The Court concluded:

Yet incredibly, at the very end of the case, in the final words of an argument to which Parkes had no opportunity to respond, the prosecutor suggested--contrary to the very evidence the government had fought so hard to exclude--that Parkes would keep the Bank's money unless the jury found him guilty. All of which points us to one conclusion: The prosecutor's improper remark was not only misleading and highly prejudicial, it was deliberately made.

Fortunately, the Sixth Circuit reversed the decision of the trial court and vacated Parkes' conviction.

Bank Teller Indicted for Bank Fraud and Identity Theft in Federal Court

August 3, 2011, by The McKellar Law Firm, PLLC

Bank fraud attorneys often deal with fact scenarios similar to the recent case of a former bank employee in Pennsylvania who was indicted on federal bank fraud and identity theft charges. According to, Jennell Digby worked for TD Bank in Philadelphia when she met Kashon Adade, one of her alleged co-conspirators. According to the indictment, Adade provided Digby with the Social Security Numbers of TD Bank customers. Digby would confirm that the Social Security Numbers were those of account holders then give Adade additional information about those account holders such as their names, account numbers, and account balances. Adade and others involved in the scheme allegedly used this information to withdraw over $70,000 from these account holders. If convicted, Digby could spend up to 41 years in prison and face a fine of $2 million.


Digby is charged with bank fraud under 18 U.S.C. § 1344. This provision provides that a person who "knowingly executes, or attempts to execute, a scheme or artifice - (1) to defraud a financial institution; or (2) to obtain any of the moneys, funds, credits, assets, securities, or other property owned by, or under the custody or control of, a financial institution, by means of false or fraudulent pretenses, representations or promises." This provision provides a penalty of up to 30 years in prison, a $1 million fine, or both. Prosecutors allege Digby violated this statute because she, Adade, and their co-conspirators engaged in a scheme to defraud TD Bank by fraudulently using illegally obtained account information to withdraw bank funds.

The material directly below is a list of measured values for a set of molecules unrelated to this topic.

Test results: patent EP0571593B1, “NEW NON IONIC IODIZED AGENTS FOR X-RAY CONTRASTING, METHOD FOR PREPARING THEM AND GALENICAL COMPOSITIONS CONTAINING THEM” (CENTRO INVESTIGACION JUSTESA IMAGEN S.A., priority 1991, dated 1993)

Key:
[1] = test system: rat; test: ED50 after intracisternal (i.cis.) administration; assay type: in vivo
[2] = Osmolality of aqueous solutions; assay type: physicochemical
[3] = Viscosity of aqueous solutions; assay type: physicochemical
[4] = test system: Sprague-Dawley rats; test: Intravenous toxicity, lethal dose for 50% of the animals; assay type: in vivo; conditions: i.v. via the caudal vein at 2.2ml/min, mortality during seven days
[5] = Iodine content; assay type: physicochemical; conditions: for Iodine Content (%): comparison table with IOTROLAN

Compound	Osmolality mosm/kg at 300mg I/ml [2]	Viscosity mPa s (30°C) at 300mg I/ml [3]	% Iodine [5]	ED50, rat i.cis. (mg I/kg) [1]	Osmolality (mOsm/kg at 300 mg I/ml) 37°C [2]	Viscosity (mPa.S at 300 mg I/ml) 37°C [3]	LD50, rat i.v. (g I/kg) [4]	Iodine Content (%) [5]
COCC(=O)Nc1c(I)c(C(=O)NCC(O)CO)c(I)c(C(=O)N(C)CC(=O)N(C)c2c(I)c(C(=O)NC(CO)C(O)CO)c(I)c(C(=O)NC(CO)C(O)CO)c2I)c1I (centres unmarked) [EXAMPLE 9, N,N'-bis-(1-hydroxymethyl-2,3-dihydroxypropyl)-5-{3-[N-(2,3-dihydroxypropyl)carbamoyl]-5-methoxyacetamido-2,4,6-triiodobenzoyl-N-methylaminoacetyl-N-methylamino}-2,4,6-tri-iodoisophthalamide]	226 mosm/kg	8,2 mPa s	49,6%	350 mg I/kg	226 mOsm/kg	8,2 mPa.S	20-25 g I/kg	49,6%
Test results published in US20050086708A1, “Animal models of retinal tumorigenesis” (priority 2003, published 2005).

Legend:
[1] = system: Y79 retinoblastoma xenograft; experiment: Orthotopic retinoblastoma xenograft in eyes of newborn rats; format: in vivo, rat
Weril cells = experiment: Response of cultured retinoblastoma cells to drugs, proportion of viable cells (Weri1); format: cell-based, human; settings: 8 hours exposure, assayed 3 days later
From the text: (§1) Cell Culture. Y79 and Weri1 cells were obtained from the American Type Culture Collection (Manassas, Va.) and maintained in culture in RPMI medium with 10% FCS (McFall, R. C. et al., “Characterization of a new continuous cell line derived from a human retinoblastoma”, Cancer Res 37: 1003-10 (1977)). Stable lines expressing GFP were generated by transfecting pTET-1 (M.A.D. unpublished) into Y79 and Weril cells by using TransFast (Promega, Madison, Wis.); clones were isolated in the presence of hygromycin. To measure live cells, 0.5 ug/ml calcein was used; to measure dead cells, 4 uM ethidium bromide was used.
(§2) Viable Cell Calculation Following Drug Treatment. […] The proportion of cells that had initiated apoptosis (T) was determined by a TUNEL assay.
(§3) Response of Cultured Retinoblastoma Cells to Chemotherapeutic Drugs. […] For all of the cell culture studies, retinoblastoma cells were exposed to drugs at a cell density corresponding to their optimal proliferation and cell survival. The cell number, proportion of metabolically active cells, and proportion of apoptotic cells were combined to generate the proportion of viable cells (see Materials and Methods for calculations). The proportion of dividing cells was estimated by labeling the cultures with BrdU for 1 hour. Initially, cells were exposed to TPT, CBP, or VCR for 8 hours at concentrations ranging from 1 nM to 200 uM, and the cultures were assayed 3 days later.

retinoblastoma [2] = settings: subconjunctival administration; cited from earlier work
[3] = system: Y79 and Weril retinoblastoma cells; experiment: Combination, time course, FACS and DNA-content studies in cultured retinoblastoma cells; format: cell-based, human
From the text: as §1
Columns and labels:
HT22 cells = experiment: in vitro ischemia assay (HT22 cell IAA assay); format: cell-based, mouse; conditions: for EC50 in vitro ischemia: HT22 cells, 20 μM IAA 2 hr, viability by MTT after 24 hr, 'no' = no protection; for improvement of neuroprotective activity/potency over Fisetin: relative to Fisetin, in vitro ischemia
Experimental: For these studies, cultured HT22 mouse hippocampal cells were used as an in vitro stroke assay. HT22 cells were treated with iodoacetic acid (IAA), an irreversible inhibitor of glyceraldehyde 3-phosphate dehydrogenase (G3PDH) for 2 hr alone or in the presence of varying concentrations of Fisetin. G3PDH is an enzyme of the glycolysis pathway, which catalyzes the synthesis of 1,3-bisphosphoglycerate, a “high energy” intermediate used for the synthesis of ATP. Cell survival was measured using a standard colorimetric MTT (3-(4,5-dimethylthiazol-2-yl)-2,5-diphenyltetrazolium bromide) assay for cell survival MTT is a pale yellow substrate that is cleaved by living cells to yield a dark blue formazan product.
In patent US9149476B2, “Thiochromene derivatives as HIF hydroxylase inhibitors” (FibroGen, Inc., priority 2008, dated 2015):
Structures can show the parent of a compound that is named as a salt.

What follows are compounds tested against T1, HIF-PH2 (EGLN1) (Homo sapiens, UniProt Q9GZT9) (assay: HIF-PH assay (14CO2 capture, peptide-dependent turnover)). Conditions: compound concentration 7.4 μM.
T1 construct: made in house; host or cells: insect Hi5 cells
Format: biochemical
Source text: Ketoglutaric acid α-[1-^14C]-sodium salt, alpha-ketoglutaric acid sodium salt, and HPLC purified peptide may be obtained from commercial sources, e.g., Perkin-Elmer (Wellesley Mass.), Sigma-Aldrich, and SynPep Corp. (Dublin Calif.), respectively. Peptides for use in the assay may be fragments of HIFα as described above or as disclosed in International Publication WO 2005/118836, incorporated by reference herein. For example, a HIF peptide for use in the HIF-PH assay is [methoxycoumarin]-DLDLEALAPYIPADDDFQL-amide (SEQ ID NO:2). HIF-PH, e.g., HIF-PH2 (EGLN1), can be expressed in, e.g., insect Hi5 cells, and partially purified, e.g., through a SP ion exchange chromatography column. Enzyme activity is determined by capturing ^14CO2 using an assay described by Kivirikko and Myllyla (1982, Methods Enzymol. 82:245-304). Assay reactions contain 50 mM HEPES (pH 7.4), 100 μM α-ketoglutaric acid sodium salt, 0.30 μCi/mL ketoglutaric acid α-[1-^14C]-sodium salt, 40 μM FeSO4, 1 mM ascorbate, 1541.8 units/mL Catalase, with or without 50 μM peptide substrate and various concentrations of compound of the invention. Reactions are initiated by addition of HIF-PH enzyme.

In order for a defendant to be liable under § 1344, the government must also prove that the defendant made a material misrepresentation or concealed a material fact in committing the fraud. The materiality requirement is an element of fraud at common law. The Supreme Court has determined that it is also an element that the government must prove beyond a reasonable doubt under the bank fraud statute, even though the statute itself does not specifically require materiality. Typically, proving materiality requires showing one of two things. First, a matter is material if a reasonable person would consider the matter in determining how to act. Second, a matter is material if the person making the representation or omission knows that the other party considers it important in determining how to act, regardless of whether a reasonable person would consider the matter important or not. In other words, if the matter is sufficiently important that it could change the behavior of a reasonable party, then the matter is material.